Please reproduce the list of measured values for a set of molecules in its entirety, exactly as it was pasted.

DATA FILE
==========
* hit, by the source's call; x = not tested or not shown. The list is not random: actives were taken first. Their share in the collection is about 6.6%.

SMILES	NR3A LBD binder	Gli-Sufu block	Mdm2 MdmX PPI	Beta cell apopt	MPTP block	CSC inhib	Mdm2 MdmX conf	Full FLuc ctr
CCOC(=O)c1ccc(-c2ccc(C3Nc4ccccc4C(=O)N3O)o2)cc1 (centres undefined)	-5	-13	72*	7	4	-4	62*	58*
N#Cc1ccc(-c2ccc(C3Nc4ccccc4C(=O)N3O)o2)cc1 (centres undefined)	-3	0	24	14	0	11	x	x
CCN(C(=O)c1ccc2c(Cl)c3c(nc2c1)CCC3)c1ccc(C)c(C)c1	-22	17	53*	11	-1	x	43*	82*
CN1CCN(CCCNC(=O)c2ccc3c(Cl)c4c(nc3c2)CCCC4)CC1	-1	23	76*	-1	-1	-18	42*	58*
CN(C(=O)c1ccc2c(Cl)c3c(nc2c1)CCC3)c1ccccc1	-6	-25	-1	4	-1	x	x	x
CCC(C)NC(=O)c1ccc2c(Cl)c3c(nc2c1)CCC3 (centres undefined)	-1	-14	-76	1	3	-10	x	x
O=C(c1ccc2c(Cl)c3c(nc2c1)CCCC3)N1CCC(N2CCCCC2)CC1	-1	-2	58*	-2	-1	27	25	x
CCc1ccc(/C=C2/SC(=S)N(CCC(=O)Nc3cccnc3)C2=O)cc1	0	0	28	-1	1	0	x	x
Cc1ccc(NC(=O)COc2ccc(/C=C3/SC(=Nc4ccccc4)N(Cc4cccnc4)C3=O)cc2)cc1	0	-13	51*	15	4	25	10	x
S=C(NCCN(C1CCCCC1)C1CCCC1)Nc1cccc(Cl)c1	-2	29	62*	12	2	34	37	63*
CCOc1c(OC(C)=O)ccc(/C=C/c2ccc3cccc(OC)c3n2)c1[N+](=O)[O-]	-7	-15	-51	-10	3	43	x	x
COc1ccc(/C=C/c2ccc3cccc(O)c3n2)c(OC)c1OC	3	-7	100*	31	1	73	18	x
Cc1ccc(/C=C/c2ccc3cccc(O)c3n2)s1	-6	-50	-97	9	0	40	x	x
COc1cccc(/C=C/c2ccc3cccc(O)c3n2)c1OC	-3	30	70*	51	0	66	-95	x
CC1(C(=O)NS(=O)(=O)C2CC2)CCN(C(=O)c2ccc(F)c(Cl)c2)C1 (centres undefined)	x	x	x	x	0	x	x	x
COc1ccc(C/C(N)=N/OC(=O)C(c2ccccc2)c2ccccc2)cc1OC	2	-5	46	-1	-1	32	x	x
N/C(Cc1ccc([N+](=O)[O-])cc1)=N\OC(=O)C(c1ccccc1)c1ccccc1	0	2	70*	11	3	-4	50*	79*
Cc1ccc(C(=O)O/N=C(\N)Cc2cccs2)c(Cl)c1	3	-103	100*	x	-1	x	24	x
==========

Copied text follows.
* hit, by the source's call; x = not tested or not shown. The list is not random: actives were taken first. Their share in the collection is about 6.6%.

SMILES	NR3A LBD binder	Gli-Sufu block	Mdm2 MdmX PPI	Beta cell apopt	MPTP block	CSC inhib	Mdm2 MdmX conf	Full FLuc ctr
CCOC(=O)c1ccc(-c2ccc(C3Nc4ccccc4C(=O)N3O)o2)cc1 (centres undefined)	-5	-13	72*	7	4	-4	62*	58*
N#Cc1ccc(-c2ccc(C3Nc4ccccc4C(=O)N3O)o2)cc1 (centres undefined)	-3	0	24	14	0	11	x	x
CCN(C(=O)c1ccc2c(Cl)c3c(nc2c1)CCC3)c1ccc(C)c(C)c1	-22	17	53*	11	-1	x	43*	82*
CN1CCN(CCCNC(=O)c2ccc3c(Cl)c4c(nc3c2)CCCC4)CC1	-1	23	76*	-1	-1	-18	42*	58*
CN(C(=O)c1ccc2c(Cl)c3c(nc2c1)CCC3)c1ccccc1	-6	-25	-1	4	-1	x	x	x
CCC(C)NC(=O)c1ccc2c(Cl)c3c(nc2c1)CCC3 (centres undefined)	-1	-14	-76	1	3	-10	x	x
O=C(c1ccc2c(Cl)c3c(nc2c1)CCCC3)N1CCC(N2CCCCC2)CC1	-1	-2	58*	-2	-1	27	25	x
CCc1ccc(/C=C2/SC(=S)N(CCC(=O)Nc3cccnc3)C2=O)cc1	0	0	28	-1	1	0	x	x
Cc1ccc(NC(=O)COc2ccc(/C=C3/SC(=Nc4ccccc4)N(Cc4cccnc4)C3=O)cc2)cc1	0	-13	51*	15	4	25	10	x
S=C(NCCN(C1CCCCC1)C1CCCC1)Nc1cccc(Cl)c1	-2	29	62*	12	2	34	37	63*
CCOc1c(OC(C)=O)ccc(/C=C/c2ccc3cccc(OC)c3n2)c1[N+](=O)[O-]	-7	-15	-51	-10	3	43	x	x
COc1ccc(/C=C/c2ccc3cccc(O)c3n2)c(OC)c1OC	3	-7	100*	31	1	73	18	x
Cc1ccc(/C=C/c2ccc3cccc(O)c3n2)s1	-6	-50	-97	9	0	40	x	x
COc1cccc(/C=C/c2ccc3cccc(O)c3n2)c1OC	-3	30	70*	51	0	66	-95	x
CC1(C(=O)NS(=O)(=O)C2CC2)CCN(C(=O)c2ccc(F)c(Cl)c2)C1 (centres undefined)	x	x	x	x	0	x	x	x
COc1ccc(C/C(N)=N/OC(=O)C(c2ccccc2)c2ccccc2)cc1OC	2	-5	46	-1	-1	32	x	x
N/C(Cc1ccc([N+](=O)[O-])cc1)=N\OC(=O)C(c1ccccc1)c1ccccc1	0	2	70*	11	3	-4	50*	79*
Cc1ccc(C(=O)O/N=C(\N)Cc2cccs2)c(Cl)c1	3	-103	100*	x	-1	x	24	x